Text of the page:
Almost everybody has heard that there’s 3500 calories in a pound of fat, so if you create a negative energy balance of 3500 calories in a week, you lose a pound of weight. Create a negative energy balance of 7000 calories (deficit) in a week and you tip the scale to a two pound weight loss and so on, right? Not so fast…
Dr. Kevin Hall, an investigator at the National Institute of Health in Bethesda has done some interesting research about the mechanisms regulating human body weight. He recently published a research paper in the International Journal of Obesity that throws a wrench in works of the “3500 calories to lose a pound” idea…
Some of the equations in his paper gave me a headache… but despite the complex formulas he used to come to his conclusions, the article contained a lot of simple and very practical tips you can use to properly balance your caloric intake with output, fine tune your calorie deficit and help you retain more muscle when you diet.
Below, I’ve distilled some of the information into a simple bullet-point summary that any non-scientist can understand, and then I wrap up with my interpretation of how you can apply this:
Calories required to lose a pound and fine-tuning your caloric deficit
- 3500 calories to lose a pound has always been the rule of thumb. However, this 3500 calories figure goes back to research which assumed that all the weight lost would be adipose tissue (which would be ideal, of course).
- But as we all know (unfortunately), lean body mass is lost along with body fat, which would indicate that the 3500 calorie figure could be an oversimplification.
- The amount of lean body mass lost is based on initial body fat level and size of the calorie deficit
- Lean people tend to lose more lean body mass and retain more fat.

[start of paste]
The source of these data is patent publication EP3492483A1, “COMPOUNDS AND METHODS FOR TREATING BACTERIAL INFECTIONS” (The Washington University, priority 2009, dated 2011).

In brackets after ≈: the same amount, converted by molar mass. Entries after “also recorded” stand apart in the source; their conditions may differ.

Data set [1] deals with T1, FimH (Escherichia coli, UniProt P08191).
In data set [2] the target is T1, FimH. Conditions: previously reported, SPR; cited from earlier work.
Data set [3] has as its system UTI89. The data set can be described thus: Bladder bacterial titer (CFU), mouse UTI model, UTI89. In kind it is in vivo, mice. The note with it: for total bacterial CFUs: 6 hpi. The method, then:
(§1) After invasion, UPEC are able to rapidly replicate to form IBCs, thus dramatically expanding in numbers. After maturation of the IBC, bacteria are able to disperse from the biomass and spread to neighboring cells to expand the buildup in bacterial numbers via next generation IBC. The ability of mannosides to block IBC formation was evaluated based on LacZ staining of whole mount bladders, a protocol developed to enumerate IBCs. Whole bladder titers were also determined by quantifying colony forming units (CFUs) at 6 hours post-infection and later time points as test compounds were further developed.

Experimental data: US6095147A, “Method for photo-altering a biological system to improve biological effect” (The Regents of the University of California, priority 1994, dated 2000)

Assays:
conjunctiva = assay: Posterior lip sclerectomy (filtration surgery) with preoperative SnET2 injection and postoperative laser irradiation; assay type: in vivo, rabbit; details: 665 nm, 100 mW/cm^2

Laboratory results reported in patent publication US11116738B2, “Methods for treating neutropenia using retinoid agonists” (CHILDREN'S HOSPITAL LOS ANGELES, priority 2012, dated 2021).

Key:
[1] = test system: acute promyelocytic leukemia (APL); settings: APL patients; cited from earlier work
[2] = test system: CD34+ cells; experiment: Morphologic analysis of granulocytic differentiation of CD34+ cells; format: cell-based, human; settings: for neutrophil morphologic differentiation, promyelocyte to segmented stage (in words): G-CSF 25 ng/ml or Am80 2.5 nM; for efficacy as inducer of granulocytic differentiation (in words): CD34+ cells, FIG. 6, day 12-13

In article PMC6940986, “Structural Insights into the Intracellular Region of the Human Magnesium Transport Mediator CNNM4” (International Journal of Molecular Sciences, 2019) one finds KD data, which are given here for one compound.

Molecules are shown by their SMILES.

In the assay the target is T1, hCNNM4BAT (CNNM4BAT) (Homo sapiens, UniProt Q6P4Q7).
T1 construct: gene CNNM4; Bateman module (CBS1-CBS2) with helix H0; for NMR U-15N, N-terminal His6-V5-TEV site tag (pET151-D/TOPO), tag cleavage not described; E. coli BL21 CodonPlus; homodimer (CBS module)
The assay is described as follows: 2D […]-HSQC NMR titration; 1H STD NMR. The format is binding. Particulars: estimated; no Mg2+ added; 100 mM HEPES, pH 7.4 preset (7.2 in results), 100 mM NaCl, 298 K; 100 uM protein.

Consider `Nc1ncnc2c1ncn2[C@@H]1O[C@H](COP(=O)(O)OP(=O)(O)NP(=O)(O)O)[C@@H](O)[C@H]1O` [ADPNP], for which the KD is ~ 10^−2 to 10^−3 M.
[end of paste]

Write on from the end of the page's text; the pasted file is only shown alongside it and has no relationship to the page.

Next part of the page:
- Fat people tend to lose more body fat and retain more lean tissue (revealing why obese people can tolerate extremely low calorie diets better than already lean people).
- Very aggressive low calorie diets tend to erode lean body mass to a greater degree than more conservative diets.
- Whether the weight loss is lean or fat gives you the real answer of what is the required energy deficit per unit of weight loss.
- The metabolizable energy in fat is different than the metabolizable energy in muscle tissue. A pound of muscle is not 3500 calories.A pound of muscle yields about 600 calories.
- If you lose lean body mass then you lose more weight than if you lose fat.
- If you create a 3500 calorie deficit in one week and you lose 100% body fat, you will lose one pound.
- But if you create a 3500 calorie weekly deficit and as a result of that deficit, lose 100% muscle, you would lose almost 6 pounds of body weight! (Of course, if you manage to lose 100% muscle, you will be forced to wear the Dieter’s Dunce cap).
- If you have a high initial body fat percentage, then you are going to lose more fat relative to lean, so you will need a larger deficit to lose the same amount of weight as compared to a lean person!
- Creating a calorie deficit once at the beginning of a diet and maintaining that same caloric intake for the duration of the diet and after major weight loss fails to account for how your body decreases energy expenditure with reduced body weight. (Most people have to reduce calories as a diet progresses to continue losing fat at the same rate).
- Weight loss typically slows down over time for a prescribed constant diet (the “plateau”). This is either due to the decreased metabolism mentioned above, or a relaxing of the diet compliance, or both. (Most people just can’t hack aggressive calorie reductions for long).
- Progressive resistance training and or high protein diets can modify the proportion of weight lost from body fat vs lean tissue (which is why weight training and sufficient protein while on calorie restricted diets are absolute musts!)
So, based on this info, should you throw out the old calorie formulas? Is 3500 calories to lose a pound wrong?
Well, not necessarily. You can still use the standard calorie formulas to figure out how much you should eat. You can still use a 500-1000 calorie per day deficit (below maintenance) as a generic guideline to figure where to set your calories to lose one or two pounds per week respectively (at least on paper anyway).
Even better however, you could use this info to fine tune your caloric deficit using a percentage method. You can also use your starting body fat level to help guide you for choosing your deficit. This is a much more personalized and effective approach.
Calorie Deficit Levels: